Hyundai has disclosed a data breach impacting Italian and French car owners and those who booked a test drive, warning that hackers gained access to personal data.
Hyundai is a multinational automotive manufacturer selling over half a million vehicles per year in Europe, with a market share of roughly 3% in France and Italy.
According to multiple reports on Twitter and a sample of the notice shared by “HaveIBeenPwned” creator Troy Hunt, the incident has exposed the following types of data:
- E-mail addresses
- Physical addresses
- Telephone numbers
- Vehicle chassis numbers
The letter also clarifies that the hacker who accessed Hyundai’s database did not steal financial data or identification numbers.
Hyundai says they engaged IT experts in response to the incident, who have taken the impacted systems offline until additional security measures are implemented.
In the same communication, the South Korean car brand warns its customers to be cautious with unsolicited e-mails and SMS texts claiming to originate from them, as they could be phishing and social engineering attempts.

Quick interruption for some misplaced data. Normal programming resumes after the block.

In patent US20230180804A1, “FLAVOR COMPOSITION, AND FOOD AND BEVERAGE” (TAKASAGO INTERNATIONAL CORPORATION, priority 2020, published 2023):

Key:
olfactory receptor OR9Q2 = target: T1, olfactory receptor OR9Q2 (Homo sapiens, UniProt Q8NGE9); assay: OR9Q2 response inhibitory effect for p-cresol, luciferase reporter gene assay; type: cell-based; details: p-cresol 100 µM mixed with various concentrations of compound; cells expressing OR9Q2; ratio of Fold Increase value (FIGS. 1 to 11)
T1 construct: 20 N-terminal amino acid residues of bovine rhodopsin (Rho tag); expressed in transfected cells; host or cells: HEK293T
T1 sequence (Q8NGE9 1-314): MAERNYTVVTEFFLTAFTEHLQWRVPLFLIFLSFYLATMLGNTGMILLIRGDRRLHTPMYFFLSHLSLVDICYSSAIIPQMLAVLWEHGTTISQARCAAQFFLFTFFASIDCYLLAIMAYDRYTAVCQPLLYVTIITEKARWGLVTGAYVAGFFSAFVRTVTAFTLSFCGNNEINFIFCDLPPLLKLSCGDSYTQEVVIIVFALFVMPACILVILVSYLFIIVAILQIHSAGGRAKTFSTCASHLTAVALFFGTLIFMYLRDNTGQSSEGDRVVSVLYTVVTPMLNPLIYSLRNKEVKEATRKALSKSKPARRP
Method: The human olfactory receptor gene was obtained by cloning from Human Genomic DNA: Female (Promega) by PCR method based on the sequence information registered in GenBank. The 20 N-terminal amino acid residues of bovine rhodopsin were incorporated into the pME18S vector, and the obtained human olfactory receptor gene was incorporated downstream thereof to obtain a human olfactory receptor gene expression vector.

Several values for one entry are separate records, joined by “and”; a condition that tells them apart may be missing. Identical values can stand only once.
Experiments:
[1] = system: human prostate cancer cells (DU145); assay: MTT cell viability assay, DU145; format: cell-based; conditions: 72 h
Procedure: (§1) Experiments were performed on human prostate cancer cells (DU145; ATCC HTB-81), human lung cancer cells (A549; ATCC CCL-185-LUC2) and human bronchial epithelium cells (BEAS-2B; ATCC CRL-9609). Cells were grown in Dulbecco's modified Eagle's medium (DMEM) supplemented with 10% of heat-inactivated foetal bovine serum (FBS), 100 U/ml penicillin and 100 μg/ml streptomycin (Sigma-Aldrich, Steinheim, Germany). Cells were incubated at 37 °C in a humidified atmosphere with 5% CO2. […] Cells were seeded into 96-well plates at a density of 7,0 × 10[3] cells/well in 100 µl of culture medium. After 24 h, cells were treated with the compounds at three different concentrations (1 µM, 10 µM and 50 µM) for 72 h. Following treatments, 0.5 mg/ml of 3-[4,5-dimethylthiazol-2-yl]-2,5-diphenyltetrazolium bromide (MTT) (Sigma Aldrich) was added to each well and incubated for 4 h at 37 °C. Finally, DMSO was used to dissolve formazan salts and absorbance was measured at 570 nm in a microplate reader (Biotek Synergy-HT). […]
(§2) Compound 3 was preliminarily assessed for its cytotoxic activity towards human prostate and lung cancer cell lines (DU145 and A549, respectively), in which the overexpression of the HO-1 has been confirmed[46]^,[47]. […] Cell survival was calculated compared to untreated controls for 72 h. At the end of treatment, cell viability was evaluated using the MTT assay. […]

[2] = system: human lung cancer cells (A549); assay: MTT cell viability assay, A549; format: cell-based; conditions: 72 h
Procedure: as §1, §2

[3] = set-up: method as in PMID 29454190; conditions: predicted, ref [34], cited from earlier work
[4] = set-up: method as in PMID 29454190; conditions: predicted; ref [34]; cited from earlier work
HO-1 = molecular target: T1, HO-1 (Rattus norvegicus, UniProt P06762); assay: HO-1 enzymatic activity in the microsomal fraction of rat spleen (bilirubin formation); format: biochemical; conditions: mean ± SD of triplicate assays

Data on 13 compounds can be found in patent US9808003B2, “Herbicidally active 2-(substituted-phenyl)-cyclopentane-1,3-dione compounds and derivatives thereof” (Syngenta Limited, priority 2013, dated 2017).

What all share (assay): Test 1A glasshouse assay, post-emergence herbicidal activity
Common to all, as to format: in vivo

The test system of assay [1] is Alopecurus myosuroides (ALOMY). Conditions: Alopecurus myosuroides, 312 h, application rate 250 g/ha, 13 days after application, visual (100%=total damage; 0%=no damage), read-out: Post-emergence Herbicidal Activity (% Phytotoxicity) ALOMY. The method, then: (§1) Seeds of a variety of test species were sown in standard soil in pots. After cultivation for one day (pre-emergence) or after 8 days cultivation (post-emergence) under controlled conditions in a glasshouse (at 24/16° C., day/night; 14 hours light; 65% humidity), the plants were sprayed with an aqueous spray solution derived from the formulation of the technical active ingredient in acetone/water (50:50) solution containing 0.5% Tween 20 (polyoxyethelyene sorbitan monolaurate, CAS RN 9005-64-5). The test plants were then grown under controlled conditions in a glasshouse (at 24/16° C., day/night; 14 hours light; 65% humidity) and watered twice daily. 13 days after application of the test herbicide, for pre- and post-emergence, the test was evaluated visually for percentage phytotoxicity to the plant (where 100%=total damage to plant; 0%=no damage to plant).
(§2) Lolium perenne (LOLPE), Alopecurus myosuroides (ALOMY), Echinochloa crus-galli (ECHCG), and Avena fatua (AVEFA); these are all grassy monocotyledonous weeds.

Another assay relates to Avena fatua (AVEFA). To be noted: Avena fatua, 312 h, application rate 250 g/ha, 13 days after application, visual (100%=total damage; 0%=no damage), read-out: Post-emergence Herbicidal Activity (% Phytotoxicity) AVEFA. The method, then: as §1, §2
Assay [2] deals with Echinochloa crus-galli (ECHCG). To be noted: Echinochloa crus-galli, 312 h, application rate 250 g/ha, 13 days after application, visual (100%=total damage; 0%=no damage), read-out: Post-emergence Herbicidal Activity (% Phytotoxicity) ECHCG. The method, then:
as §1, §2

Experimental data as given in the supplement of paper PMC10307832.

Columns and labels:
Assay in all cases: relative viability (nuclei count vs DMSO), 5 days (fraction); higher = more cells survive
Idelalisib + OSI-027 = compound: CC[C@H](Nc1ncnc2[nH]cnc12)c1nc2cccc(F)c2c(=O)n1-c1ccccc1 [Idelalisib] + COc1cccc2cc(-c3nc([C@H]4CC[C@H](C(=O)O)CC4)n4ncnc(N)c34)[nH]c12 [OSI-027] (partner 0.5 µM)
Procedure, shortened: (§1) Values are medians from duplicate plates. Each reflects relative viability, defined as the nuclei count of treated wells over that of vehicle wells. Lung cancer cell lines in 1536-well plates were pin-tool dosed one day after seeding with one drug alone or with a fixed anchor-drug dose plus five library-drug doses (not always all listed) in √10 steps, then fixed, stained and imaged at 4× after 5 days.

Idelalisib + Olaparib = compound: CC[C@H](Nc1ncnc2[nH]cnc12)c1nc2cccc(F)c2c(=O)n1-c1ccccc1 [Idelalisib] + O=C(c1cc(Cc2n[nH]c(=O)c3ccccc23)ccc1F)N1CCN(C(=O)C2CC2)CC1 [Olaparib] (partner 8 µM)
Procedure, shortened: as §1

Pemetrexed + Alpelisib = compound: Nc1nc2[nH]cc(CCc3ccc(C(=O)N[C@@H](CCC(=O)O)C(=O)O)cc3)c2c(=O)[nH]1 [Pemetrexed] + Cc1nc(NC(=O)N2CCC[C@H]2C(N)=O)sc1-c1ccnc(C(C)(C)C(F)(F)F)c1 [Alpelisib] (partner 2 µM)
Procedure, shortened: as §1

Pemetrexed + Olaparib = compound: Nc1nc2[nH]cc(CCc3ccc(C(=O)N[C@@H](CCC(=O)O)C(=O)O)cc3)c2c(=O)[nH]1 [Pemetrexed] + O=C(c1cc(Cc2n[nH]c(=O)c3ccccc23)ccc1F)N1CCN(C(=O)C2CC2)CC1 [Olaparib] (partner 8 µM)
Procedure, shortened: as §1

“Although there is no evidence that the data concerned have been used for fraudulent purposes, out of extreme caution, we invite you to pay particular attention and to verify any contact attempt via e-mail, mail and/or text message that may appear to come from Hyundai Italia or by other entities of the Hyundai Group.” says Hyundai Italia.
The same letter was sent to Hyundai car owners in France, with both entities informing data protection authorities in the two countries.
It is unclear how many Hyundai customers this incident impacts, how long the network intrusion lasted, and what other countries might be affected.
BleepingComputer has contacted Hyundai to learn more about the security incident, and we will update this post as soon as we hear back.
Hyundai has suffered from a range of cybersecurity issues recently.
In February 2023, the company rolled out emergency software updates on several car models impacted by a simple USB cable hack that enabled thieves to steal them.
In December 2022, bugs in the Hyundai app allowed remote attackers to unlock and start various impacted models or expose car owner information.